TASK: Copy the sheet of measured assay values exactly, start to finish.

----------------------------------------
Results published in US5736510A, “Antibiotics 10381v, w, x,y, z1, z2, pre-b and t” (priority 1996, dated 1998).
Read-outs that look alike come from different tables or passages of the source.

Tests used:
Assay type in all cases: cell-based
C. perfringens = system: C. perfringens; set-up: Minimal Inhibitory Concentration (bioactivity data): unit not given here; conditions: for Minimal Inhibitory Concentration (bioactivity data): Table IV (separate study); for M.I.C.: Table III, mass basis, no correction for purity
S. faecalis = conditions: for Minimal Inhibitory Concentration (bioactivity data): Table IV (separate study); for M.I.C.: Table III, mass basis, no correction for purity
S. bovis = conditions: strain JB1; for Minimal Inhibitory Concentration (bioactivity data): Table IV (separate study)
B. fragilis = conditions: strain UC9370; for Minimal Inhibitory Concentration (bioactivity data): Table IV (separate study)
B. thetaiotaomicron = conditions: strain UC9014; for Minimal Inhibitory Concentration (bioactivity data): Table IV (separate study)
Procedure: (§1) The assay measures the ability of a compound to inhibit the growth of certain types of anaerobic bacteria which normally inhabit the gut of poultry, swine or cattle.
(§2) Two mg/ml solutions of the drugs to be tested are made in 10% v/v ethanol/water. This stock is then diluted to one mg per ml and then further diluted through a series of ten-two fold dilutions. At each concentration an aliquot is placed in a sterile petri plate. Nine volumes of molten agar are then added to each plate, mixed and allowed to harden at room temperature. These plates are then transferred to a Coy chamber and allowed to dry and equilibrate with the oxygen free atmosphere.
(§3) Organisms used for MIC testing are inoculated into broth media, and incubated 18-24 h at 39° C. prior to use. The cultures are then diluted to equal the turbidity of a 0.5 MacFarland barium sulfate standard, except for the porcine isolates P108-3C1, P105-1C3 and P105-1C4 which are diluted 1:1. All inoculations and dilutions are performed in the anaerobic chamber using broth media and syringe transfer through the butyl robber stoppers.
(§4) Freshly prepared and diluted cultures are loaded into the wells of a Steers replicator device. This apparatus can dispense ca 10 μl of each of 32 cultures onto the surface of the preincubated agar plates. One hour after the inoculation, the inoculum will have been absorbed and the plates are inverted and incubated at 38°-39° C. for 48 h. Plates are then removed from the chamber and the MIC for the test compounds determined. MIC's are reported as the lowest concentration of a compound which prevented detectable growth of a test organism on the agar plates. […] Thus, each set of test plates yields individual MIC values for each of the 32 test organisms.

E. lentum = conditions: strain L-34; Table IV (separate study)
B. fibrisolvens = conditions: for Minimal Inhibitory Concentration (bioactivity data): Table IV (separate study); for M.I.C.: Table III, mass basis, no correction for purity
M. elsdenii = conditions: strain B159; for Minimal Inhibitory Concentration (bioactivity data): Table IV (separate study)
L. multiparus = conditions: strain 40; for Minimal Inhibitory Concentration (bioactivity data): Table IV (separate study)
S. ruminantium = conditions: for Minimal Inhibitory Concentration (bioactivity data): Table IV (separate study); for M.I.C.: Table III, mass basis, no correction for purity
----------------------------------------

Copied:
Results published in US5736510A, “Antibiotics 10381v, w, x,y, z1, z2, pre-b and t” (priority 1996, dated 1998).
Read-outs that look alike come from different tables or passages of the source.

Tests used:
Assay type in all cases: cell-based
C. perfringens = system: C. perfringens; set-up: Minimal Inhibitory Concentration (bioactivity data): unit not given here; conditions: for Minimal Inhibitory Concentration (bioactivity data): Table IV (separate study); for M.I.C.: Table III, mass basis, no correction for purity
S. faecalis = conditions: for Minimal Inhibitory Concentration (bioactivity data): Table IV (separate study); for M.I.C.: Table III, mass basis, no correction for purity
S. bovis = conditions: strain JB1; for Minimal Inhibitory Concentration (bioactivity data): Table IV (separate study)
B. fragilis = conditions: strain UC9370; for Minimal Inhibitory Concentration (bioactivity data): Table IV (separate study)
B. thetaiotaomicron = conditions: strain UC9014; for Minimal Inhibitory Concentration (bioactivity data): Table IV (separate study)
Procedure: (§1) The assay measures the ability of a compound to inhibit the growth of certain types of anaerobic bacteria which normally inhabit the gut of poultry, swine or cattle.
(§2) Two mg/ml solutions of the drugs to be tested are made in 10% v/v ethanol/water. This stock is then diluted to one mg per ml and then further diluted through a series of ten-two fold dilutions. At each concentration an aliquot is placed in a sterile petri plate. Nine volumes of molten agar are then added to each plate, mixed and allowed to harden at room temperature. These plates are then transferred to a Coy chamber and allowed to dry and equilibrate with the oxygen free atmosphere.
(§3) Organisms used for MIC testing are inoculated into broth media, and incubated 18-24 h at 39° C. prior to use. The cultures are then diluted to equal the turbidity of a 0.5 MacFarland barium sulfate standard, except for the porcine isolates P108-3C1, P105-1C3 and P105-1C4 which are diluted 1:1. All inoculations and dilutions are performed in the anaerobic chamber using broth media and syringe transfer through the butyl robber stoppers.
(§4) Freshly prepared and diluted cultures are loaded into the wells of a Steers replicator device. This apparatus can dispense ca 10 μl of each of 32 cultures onto the surface of the preincubated agar plates. One hour after the inoculation, the inoculum will have been absorbed and the plates are inverted and incubated at 38°-39° C. for 48 h. Plates are then removed from the chamber and the MIC for the test compounds determined. MIC's are reported as the lowest concentration of a compound which prevented detectable growth of a test organism on the agar plates. […] Thus, each set of test plates yields individual MIC values for each of the 32 test organisms.

E. lentum = conditions: strain L-34; Table IV (separate study)
B. fibrisolvens = conditions: for Minimal Inhibitory Concentration (bioactivity data): Table IV (separate study); for M.I.C.: Table III, mass basis, no correction for purity
M. elsdenii = conditions: strain B159; for Minimal Inhibitory Concentration (bioactivity data): Table IV (separate study)
L. multiparus = conditions: strain 40; for Minimal Inhibitory Concentration (bioactivity data): Table IV (separate study)
S. ruminantium = conditions: for Minimal Inhibitory Concentration (bioactivity data): Table IV (separate study); for M.I.C.: Table III, mass basis, no correction for purity